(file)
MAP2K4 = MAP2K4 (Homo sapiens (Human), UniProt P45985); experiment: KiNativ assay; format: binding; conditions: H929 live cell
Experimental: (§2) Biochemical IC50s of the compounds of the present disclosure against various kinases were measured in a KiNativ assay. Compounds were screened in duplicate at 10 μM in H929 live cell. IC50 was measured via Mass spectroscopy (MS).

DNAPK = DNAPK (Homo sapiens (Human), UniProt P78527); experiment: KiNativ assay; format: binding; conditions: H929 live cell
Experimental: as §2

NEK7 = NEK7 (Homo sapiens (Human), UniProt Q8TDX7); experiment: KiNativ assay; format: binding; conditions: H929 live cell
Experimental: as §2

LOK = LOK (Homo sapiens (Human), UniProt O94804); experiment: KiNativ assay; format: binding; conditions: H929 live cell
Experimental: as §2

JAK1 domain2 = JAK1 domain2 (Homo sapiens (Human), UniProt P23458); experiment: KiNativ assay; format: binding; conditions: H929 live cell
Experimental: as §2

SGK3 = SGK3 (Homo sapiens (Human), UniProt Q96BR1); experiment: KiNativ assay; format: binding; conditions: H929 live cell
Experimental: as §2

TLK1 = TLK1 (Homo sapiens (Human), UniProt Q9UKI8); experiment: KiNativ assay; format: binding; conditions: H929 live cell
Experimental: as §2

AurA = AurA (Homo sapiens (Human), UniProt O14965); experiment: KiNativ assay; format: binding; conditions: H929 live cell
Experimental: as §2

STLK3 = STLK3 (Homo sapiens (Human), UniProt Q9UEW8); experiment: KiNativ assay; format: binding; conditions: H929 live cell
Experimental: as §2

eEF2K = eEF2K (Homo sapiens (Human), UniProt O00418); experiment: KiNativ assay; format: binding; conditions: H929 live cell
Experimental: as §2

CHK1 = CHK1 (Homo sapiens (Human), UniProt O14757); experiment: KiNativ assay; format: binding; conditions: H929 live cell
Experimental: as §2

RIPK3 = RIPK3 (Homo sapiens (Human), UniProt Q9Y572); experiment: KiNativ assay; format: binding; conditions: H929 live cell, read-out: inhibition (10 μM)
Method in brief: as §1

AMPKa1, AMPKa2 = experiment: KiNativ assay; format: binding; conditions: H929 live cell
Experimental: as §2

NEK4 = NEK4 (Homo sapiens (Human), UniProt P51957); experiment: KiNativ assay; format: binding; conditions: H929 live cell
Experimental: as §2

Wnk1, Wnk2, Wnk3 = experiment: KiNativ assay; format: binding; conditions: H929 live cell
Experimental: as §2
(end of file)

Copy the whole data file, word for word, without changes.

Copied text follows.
MAP2K4 = MAP2K4 (Homo sapiens (Human), UniProt P45985); experiment: KiNativ assay; format: binding; conditions: H929 live cell
Experimental: (§2) Biochemical IC50s of the compounds of the present disclosure against various kinases were measured in a KiNativ assay. Compounds were screened in duplicate at 10 μM in H929 live cell. IC50 was measured via Mass spectroscopy (MS).

DNAPK = DNAPK (Homo sapiens (Human), UniProt P78527); experiment: KiNativ assay; format: binding; conditions: H929 live cell
Experimental: as §2

NEK7 = NEK7 (Homo sapiens (Human), UniProt Q8TDX7); experiment: KiNativ assay; format: binding; conditions: H929 live cell
Experimental: as §2

LOK = LOK (Homo sapiens (Human), UniProt O94804); experiment: KiNativ assay; format: binding; conditions: H929 live cell
Experimental: as §2

JAK1 domain2 = JAK1 domain2 (Homo sapiens (Human), UniProt P23458); experiment: KiNativ assay; format: binding; conditions: H929 live cell
Experimental: as §2

SGK3 = SGK3 (Homo sapiens (Human), UniProt Q96BR1); experiment: KiNativ assay; format: binding; conditions: H929 live cell
Experimental: as §2

TLK1 = TLK1 (Homo sapiens (Human), UniProt Q9UKI8); experiment: KiNativ assay; format: binding; conditions: H929 live cell
Experimental: as §2

AurA = AurA (Homo sapiens (Human), UniProt O14965); experiment: KiNativ assay; format: binding; conditions: H929 live cell
Experimental: as §2

STLK3 = STLK3 (Homo sapiens (Human), UniProt Q9UEW8); experiment: KiNativ assay; format: binding; conditions: H929 live cell
Experimental: as §2

eEF2K = eEF2K (Homo sapiens (Human), UniProt O00418); experiment: KiNativ assay; format: binding; conditions: H929 live cell
Experimental: as §2

CHK1 = CHK1 (Homo sapiens (Human), UniProt O14757); experiment: KiNativ assay; format: binding; conditions: H929 live cell
Experimental: as §2

RIPK3 = RIPK3 (Homo sapiens (Human), UniProt Q9Y572); experiment: KiNativ assay; format: binding; conditions: H929 live cell, read-out: inhibition (10 μM)
Method in brief: as §1

AMPKa1, AMPKa2 = experiment: KiNativ assay; format: binding; conditions: H929 live cell
Experimental: as §2

NEK4 = NEK4 (Homo sapiens (Human), UniProt P51957); experiment: KiNativ assay; format: binding; conditions: H929 live cell
Experimental: as §2

Wnk1, Wnk2, Wnk3 = experiment: KiNativ assay; format: binding; conditions: H929 live cell
Experimental: as §2